One of Mexico's most acclaimed actresses, Lumi Cavazos first grabbed the attention of U.S. critics and filmgoers with her portrayal of Tita, the heroine of Alfonso Arau's celebrated 1993 adaptation of Laura Esquivel's Como Agua para Chocolate. The star of numerous Mexican films, Cavazos has also done a fair amount of work in the States, appearing in such independent dramas as Sugar Town.
Born in Monterey, Northern Mexico, in 1969, Cavazos was raised the youngest of nine children. She began her acting career at the age of 15, performing with an avant-garde theater company in Guadalajara for three years. Cavazos made her film debut in Busi Cortes' 1988 El Secreto de Romalia and again worked with the director when she starred in Serpientes y escaleras (1992). Cavazos' true breakthrough came courtesy of her portrayal of Tita, a young woman who expresses her love and passion through her cooking in Como Agua para Chocolate. In addition to winning her Best Actress awards at the Tokyo Film Festival and Brazil's Festival de Gramado, the film also provided Cavazos with an introduction to co-star Marco Leonardi, whose role as her onscreen love interest soon crossed over into real life.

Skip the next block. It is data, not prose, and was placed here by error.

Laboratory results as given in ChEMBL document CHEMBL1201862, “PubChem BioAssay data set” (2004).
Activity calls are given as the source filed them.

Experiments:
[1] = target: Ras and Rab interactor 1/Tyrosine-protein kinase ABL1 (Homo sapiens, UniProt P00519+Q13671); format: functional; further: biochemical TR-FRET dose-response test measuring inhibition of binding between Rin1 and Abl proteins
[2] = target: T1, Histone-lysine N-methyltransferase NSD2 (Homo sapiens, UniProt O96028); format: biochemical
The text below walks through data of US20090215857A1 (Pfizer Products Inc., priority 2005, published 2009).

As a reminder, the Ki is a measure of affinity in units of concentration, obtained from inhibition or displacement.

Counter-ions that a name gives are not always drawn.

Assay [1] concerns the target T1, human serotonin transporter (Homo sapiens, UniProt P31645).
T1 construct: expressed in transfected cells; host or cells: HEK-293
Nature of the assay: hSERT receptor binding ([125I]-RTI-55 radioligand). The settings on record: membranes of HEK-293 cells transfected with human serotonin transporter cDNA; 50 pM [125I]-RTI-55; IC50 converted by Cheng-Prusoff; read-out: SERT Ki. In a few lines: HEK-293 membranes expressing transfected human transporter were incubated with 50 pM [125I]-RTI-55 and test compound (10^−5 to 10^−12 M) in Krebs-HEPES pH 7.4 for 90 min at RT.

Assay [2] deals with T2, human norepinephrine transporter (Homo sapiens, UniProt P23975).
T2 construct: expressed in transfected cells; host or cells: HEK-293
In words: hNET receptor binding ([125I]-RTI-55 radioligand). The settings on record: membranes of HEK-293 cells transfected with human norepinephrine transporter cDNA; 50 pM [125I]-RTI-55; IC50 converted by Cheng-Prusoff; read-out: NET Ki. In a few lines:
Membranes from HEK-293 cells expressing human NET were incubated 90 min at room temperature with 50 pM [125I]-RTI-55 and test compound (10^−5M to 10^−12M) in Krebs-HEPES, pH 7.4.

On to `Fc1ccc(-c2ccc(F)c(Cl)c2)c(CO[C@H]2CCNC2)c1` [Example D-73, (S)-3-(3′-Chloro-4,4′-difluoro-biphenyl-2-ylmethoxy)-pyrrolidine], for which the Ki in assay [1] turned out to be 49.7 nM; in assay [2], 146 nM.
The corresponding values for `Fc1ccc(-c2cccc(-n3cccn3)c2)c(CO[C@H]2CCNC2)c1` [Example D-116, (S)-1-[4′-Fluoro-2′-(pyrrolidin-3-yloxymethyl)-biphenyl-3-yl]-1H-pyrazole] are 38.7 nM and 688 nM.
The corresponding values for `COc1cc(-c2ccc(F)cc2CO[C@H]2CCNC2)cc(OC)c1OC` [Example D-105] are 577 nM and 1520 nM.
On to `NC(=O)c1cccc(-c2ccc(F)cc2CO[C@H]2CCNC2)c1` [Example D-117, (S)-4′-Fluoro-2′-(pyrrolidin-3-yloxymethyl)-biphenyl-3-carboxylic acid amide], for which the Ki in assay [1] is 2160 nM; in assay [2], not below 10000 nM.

Cavazos did more work in her native country, but eventually relocated to Los Angeles. After her arrival she starred in the independent drama Land of Milk and Honey (1995) and had a supporting role as the hotel maid who falls for Luke Wilson in Wes Anderson's celebrated independent comedy Bottle Rocket (1996). Continuing to work in Mexico in such films as Viva San Isidro (1995) and Fibre Optica (1998), Cavazos was also visible in such stateside dramas as Allison Anders' and Kurt Voss' Sugar Town (1999), which cast her as a Latina singer,and in 2000 moved into the mainstream film arena with a part as a nun in Bless the Child, a supernatural thriller also starring Kim Basinger, Rufus Sewall, and Sir Ian Holm.